There was definitely a learning curve, and it took us some time to figure out how to get the pasta strips into long rectangles, as wide as the pasta machine, and squared off at the edges. Eventually we found that you’ve got to shape the dough a little bit before you feed it into the machine the first time, and you’ve also got to feed it into the machine perpendicular to the fold.
Once you’ve sent the chunk of pasta through, you fold it into thirds. From there you feed it into the machine.
After that, it was just a matter of thinning it down. You must send the dough through every setting, being careful not to skip ahead. Julia’s machine occasionally tried to sabotage us by jumping forward of its own accord, but luckily we outsmarted the crafty thing. We thinned it until the third to last setting (5, on our machine), because we worried that the ravioli would be too thin, and the innards would bust through upon boiling. As a result, ours were definitely on the thick side, so I would recommend thinning it until the second to last setting.
It’s important to make sure that you put Ceran wrap on top of whichever pieces of pasta you finish, because they tend to dry out fast. When we had thinned all our pasta strips, we simply stuffed the ravioli, taking care not to over stuff them. This was when we decided it was necessary to pour ourselves a glass of wine, which we continued to drink throughout the rest of the ravioli adventure. Some effort also needs to be expended trying to eliminate air pockets, which tend to pop up around the filling and make the ravioli look like some sort of mutant life form, especially after boiling. Or maybe that was just ours.
The pasta’s thickness plus too little filling equaled a dough bomb. I would suggest making a concentrated effort to create smaller ravioli with more filling. Most recipes warn against over filling the ravioli, but you don’t want a lot of pasta surrounding a teeny bit of stuffing, either. That’s certainly not how the Italians did it, as Julia’s husband, David, informed us when he got home. He vividly remembered his very Italian grandmother making ravioli, which were packed to the brim with meat filling.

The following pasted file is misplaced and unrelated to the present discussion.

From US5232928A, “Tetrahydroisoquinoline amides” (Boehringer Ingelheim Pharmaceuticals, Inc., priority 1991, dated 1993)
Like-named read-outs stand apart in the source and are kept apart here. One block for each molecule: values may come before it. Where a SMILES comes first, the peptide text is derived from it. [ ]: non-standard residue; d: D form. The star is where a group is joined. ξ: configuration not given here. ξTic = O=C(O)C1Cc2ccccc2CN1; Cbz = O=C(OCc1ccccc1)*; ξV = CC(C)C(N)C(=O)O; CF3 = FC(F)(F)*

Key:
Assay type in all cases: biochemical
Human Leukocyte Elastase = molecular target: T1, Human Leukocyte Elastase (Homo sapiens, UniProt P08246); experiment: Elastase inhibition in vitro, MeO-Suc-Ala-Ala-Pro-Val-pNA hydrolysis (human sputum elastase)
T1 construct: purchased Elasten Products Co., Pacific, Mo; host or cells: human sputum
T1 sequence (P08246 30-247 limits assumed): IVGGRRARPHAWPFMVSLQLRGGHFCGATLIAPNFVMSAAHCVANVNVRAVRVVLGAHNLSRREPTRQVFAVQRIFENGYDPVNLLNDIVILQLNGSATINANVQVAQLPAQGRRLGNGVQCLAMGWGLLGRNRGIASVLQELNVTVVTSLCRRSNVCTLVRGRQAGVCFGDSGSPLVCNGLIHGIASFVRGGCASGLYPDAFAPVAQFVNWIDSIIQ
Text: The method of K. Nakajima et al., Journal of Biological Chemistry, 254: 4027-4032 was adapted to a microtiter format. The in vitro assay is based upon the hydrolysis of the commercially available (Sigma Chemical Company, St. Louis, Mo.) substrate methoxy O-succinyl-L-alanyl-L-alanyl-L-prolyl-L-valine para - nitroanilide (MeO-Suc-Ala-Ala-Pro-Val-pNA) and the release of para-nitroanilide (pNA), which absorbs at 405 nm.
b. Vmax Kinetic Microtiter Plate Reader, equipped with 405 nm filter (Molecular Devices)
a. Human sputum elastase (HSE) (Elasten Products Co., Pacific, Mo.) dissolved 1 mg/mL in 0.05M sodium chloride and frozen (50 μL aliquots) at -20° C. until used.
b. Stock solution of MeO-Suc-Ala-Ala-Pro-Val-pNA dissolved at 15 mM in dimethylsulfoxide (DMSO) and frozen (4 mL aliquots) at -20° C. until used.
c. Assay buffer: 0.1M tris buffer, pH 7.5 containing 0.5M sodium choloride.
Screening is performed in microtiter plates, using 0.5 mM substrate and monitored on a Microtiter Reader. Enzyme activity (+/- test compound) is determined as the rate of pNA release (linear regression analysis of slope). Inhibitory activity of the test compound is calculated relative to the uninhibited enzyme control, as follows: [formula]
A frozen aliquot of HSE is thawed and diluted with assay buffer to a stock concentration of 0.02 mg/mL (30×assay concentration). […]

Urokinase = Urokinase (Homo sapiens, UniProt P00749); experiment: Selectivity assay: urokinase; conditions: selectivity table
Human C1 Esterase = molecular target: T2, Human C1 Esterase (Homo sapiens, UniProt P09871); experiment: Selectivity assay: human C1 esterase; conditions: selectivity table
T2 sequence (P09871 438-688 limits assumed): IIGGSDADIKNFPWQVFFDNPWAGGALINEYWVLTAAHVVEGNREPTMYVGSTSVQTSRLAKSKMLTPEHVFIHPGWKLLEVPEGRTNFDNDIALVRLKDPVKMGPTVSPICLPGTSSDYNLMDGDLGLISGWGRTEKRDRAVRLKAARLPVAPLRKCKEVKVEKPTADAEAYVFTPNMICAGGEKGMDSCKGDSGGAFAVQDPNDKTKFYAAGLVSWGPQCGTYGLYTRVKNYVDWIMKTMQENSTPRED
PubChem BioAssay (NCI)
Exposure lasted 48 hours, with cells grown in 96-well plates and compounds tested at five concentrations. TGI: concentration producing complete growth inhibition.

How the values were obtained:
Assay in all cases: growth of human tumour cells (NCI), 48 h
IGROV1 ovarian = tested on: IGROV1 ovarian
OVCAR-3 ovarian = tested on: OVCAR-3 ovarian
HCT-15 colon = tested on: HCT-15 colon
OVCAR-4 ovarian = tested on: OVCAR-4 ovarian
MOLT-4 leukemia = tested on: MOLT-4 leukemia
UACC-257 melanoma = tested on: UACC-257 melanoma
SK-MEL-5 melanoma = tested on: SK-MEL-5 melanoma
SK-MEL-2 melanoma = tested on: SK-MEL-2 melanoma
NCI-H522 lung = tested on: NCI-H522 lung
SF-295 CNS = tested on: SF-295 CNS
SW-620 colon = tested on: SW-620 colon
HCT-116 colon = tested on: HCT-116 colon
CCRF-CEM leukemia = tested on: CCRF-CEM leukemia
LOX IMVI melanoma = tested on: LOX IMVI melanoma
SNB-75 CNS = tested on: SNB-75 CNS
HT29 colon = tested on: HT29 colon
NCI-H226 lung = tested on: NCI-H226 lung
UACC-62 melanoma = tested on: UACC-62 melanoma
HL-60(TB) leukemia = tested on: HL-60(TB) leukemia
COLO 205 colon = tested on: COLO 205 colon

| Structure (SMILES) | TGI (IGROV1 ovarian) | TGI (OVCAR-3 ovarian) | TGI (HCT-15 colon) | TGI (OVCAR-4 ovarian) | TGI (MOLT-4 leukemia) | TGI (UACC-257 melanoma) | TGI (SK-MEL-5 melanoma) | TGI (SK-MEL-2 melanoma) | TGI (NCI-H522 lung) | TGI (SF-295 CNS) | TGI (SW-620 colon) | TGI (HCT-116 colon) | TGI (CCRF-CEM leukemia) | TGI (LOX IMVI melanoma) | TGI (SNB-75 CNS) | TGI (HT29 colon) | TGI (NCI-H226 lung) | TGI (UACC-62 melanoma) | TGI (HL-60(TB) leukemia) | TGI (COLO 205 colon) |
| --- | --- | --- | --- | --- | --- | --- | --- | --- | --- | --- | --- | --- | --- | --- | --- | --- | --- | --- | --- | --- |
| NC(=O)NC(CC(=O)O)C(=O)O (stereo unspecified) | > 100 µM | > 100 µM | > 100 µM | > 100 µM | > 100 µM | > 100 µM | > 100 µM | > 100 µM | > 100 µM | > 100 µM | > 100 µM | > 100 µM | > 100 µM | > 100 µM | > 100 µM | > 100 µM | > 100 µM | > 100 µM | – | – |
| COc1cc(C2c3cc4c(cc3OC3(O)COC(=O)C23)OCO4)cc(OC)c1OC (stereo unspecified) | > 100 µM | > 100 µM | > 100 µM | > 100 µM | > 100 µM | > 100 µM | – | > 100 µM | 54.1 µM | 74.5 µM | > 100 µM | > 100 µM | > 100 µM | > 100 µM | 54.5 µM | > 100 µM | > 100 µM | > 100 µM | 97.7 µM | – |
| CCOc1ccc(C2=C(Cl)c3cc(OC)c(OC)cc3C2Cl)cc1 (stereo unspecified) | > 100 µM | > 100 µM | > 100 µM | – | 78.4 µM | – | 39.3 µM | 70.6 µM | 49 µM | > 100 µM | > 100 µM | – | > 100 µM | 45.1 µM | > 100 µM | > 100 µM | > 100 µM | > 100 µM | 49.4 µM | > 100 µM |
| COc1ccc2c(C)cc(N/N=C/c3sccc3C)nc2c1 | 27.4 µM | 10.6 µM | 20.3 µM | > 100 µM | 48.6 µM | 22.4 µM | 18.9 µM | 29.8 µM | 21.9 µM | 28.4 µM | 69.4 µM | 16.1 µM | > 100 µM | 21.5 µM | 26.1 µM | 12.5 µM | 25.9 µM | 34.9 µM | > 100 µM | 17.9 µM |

Once everyone had arrived, and we’d began to brown our butter sauce, we set about boiling the ravioli. Because ours were larger, with thicker pasta, it took closer to ten minutes to fully cook them (as compared to the recommended 3 – 5 min.).
Though we had a few minor incidents (the raviolis became very slippery after we added the butter sauce, and so there were a few casualties), all in all the dinner came together remarkably well. Libations are the key to any dinner party, so we paired the meal with a flavorful, crisp – but not too sweet – Chenin Blanc. We also added an arugula salad with a light, garlic balsamic dressing.
Family, generally speaking, make for a wonderful audience of not-so-critical eaters. The wonderful, lemony, and fresh goat cheese ravioli with asparagus complimented the spicy Italian sausage with sage and pancetta. We ate, the wine flowed freely…seconds were served. And the meal was completed with chocolate covered strawberries. Bon appetit!
And so, in all ways that matter, it was a great success. There are few things that bring more joy than good food, eaten in good company, with lively conversation. Pasta making, to be sure, is the most fun when done with friends, and could easily become laborious if done alone. To make life simpler, you could always make the raviolis the day before and refrigerate them, or you can make a huge batch and freeze them for up to a month. It doesn’t need to be a day long affair, but if you have time, it’s great fun to do it all at once, and that much more rewarding at the end.